Deported woman lived on local streets asking for help
WRONGLY deported woman Vivian Alvarez spent two desperate months living on the streets of Lismore before she was hurt in a mysterious accident and picked up by immigration officers.
As the Federal Government and lawyers wrestle over when Ms Alvarez is to return home and what support she will receive when she gets here, one of her few friends from her time in Lismore, Brian Lucas, tells The Northern Star what he knows about how she came to be on the Northern Rivers, how she struggled to hold her life together and why no-one knew she was an Australian citizen.
By ALEX EASTON
WRONGLY deported woman Vivian Alvarez lived a desperate life on the streets of Lismore before her mysterious accident and ejection from the country four years ago.
One of Ms Alvarez's few local friends, Bexhill man Brian Lucas, yesterday said he met Ms Alvarez about two months before she was deported, when she tried to cadge a cigarette from him in town.
"She looked that skinny. She must have weighed about 43kg," Mr Lucas said. "I said to her 'I don't smoke, but do you want something to eat?'"
It wasn't the start of a close friendship, but Mr Lucas said he would often see Ms Alvarez when he came into town ? she would usually ask him to buy cigarettes for her ? and got to know a little about her.
Ms Alvarez is now the focus of national attention as the Federal Government tries to find how an Australian citizen could have been kicked out of the country.
At the core of that mystery is what Ms Alvarez, who had been believed to have lived in Brisbane, was doing in Lismore, and what happened to her before she was deported.
Mr Lucas said Ms Alvarez had told her she moved to Lismore because she had been having problems with her husband.
He rejected media reports that Ms Alvarez had lived with him while in Lismore, saying he did not know where she was staying, or who else she knew.
He said no one, including Ms Alvarez, appeared to know what happened to her on the night of her accident.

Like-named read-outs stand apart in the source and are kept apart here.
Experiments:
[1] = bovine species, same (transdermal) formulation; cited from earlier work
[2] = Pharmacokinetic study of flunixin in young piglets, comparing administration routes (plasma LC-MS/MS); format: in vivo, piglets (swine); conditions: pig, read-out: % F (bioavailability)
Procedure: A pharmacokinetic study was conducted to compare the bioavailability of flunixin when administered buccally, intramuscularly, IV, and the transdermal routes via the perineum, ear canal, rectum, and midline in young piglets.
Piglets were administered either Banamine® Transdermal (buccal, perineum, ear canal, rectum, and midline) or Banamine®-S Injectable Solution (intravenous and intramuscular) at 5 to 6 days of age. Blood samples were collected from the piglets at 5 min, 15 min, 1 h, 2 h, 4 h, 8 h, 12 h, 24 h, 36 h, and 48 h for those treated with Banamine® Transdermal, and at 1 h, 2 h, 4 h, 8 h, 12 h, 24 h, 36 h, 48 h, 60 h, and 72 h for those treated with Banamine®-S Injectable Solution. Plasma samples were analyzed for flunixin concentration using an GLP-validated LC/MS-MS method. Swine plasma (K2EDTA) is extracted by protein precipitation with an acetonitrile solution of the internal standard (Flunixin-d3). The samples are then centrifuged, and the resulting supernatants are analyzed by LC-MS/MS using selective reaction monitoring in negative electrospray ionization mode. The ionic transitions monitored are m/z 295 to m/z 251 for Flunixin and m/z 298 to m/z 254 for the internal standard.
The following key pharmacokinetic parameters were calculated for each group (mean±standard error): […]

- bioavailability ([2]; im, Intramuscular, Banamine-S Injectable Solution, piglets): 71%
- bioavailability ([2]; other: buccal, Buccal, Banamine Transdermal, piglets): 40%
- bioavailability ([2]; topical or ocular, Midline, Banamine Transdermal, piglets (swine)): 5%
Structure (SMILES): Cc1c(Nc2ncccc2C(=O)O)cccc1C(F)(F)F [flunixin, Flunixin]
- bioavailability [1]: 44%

However, he said he was told that her injuries were not consistent with having been hit by a car, leaving open the possibility that she had been attacked.
A retired social worker who dealt with Ms Alvarez after the accident, Betty Graham-Higgs, said Ms Alvarez had been found in one of the stormwater drains in the park between Uralba and Magellan streets.
The accident shattered Ms Alvarez's body and Mr Lucas said she lost a lot of mobility.
"I told the social worker that if they sent her back to the Philippines, they may as well just put a bullet in her head," he said.
"She had no use of her arms and legs, and they were sending her to a country where people are flat out feeding themselves."
He said he had been surprised to see her on television alive and well-fed.
Mr Lucas said he alerted the region's Filipino community to the fact that Ms Alvarez was in hospital, but she was gone by the time one of them, Luz Press, arrived with a gift of oranges.
Mr Lucas described Ms Alvarez as a good but 'scatty' woman who did not recognise her situation as desperate.
"I don't think she felt that way. She was pretty easygoing. She was a very good-hearted lady. Very religious," he said.
However, he also said that she plainly suffered some form of mental illness and attributed that to her eventual deportation.
"She went back to the Philippines several times, and then she probably just forgot she had an Australian passport and applied for a tourist visa," he said.
Mr Lucas said he had not known Ms Alvarez was an Australian citizen.
"You can't blame the Government if she was here on a holiday visa. Even if she had a passport prior to that you can't blame the Government for sending her back."
However, he said he wasn't happy about lawyers lining up to fight for compensation on Ms Alvarez's behalf. "Everyone's jumping on the bandwagon," he said.
Mr Lucas said he feared 'hangers-on' would gobble up any compensation money given to Ms Alvarez. Any compensation should be in the form of a weekly or fortnightly pension to prevent it being consumed by opportunists, he said.
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